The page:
Another SFIAAFF documentary by an Oscar®-winning filmmaker is the North American Premiere of A Moment in Time by Ruby Yang (The Blood of Yingzhao District). Her film looks at the phenomenon of American Chinatown movie theaters—particularly here in San Francisco—and the role those theaters and the films they screened played in the Chinese community. From melodramas that made Chinatown matrons weep, to the kung-fu pics which established new models of Asian masculinity (and whose themes of loyalty and revenge carried over into Chinatown gang life), these films served as a link to the homeland and were a reflection of community not found in Hollywood films.
San Francisco's Chinatown has had as many as five theaters operating simultaneously and A Moment in Time profiles several, including the Grandview (which had its own film studio) and the Great Star (which if memory serves, is where I saw my first Jackie Chan flick, Operation Condor 2: The Armour of the Gods.) At times this doc overreaches by attempting to provide an entire history of Chinese cinema and consequently loses focus. There are also some strange digressions, like the young woman who praises her current boyfriend for the soy and oyster sauces in his cupboard, while bemoaning the ex who had ketchup and baked beans in his. But overall, it's a satisfying look at a bygone era. By 2000 there wasn't a single remaining Chinatown theater anywhere in the U.S. A Moment in Time will screen with Eric Lin's short, Music Palace, which looks at New York City's final Chinatown movie theater.
Sports documentaries are about as far outside my interest zone as you can get, but I checked out Brigitte Weich's Hana, dul, sed… for that rare glimpse of life in North Korea. The film's first half traces the ascendancy of its women's soccer team—culminating in a 2003 Asia Cup win—with profiles of four players and lots and lots of requisite training and game footage. (They get revved-up for a U.S. match by visiting the country's Anti-American Museum). After losing a 2004 Olympics qualifying match to Japan, all four women are forced into retirement. That's when the film gets interesting, as we watch them deal with life as ex-sports stars. While hardly a portrayal of "average" North Koreans (they get to keep their nice state-given Pyongyang apartments and get extra food rations as "Players of the People"), we get to know them and experience the world from their POV: the wide boulevards devoid of auto traffic, the palatial subway stations, a beauty parlor visit, an outing to the National Zoo with its caged dogs and kitty cats, couples rowboating on the Taedong River and a bounty of Socialist Realist poster art (most of it helpfully translated). This film is definitely worth a look.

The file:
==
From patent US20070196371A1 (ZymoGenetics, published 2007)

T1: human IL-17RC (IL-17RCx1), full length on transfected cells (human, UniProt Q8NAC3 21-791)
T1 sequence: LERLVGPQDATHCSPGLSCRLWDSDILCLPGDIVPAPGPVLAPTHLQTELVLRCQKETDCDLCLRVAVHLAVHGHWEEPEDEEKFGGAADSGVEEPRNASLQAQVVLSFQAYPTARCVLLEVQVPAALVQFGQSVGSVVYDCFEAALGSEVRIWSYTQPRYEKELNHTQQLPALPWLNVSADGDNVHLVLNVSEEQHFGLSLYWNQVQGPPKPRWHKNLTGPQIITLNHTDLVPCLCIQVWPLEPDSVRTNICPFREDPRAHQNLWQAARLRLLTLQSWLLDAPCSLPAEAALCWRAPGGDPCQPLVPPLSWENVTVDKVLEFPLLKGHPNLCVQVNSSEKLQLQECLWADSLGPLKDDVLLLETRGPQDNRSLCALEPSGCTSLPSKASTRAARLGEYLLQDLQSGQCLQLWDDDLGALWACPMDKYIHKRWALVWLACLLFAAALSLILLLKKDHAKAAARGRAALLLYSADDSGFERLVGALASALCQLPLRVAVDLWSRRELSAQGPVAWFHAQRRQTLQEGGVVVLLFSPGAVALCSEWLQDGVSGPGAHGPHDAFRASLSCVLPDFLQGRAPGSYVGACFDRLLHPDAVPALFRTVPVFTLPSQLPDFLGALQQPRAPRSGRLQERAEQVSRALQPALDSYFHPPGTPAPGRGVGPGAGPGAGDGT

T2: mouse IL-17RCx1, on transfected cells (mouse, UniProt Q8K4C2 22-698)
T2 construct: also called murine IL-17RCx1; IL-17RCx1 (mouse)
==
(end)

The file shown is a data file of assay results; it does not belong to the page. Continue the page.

There are many other documentaries in the festival, which you'll find spread across the Documentary Showcase, CAAM 30th Anniversary Showcase and Documentary Competition sections. One I'm planning to catch during the fest is Tehran Without Permission, a collage of life in Iran's capital city, shot entirely on a Nokia camera phone before last summer's civil unrest.
Cross-published on film-415 and Twitch.